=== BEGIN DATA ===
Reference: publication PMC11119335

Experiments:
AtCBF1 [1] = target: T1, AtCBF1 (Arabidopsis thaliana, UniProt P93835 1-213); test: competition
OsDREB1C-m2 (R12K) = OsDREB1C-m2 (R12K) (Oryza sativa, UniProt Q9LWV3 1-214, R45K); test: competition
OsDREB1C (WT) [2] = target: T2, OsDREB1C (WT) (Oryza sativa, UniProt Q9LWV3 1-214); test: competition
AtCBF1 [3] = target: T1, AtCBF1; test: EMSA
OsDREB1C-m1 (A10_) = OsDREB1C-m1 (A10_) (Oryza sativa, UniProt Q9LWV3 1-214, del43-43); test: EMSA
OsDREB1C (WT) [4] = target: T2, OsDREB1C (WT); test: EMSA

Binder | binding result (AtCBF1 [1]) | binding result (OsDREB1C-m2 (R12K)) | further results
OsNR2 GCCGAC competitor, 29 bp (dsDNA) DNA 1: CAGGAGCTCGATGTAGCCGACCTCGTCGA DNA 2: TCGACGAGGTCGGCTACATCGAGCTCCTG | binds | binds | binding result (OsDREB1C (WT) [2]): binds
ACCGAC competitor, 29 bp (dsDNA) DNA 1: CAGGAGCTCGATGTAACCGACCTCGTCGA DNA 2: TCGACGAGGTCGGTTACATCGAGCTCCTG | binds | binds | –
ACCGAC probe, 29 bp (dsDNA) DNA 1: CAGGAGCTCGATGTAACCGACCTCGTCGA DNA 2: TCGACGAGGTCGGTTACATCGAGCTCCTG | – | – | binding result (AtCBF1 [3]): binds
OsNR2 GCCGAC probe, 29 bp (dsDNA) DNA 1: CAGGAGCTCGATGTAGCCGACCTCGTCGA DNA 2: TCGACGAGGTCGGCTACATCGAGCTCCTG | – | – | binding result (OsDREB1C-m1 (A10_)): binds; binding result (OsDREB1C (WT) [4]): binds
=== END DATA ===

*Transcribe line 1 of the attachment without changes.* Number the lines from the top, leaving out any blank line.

Reference: publication PMC11119335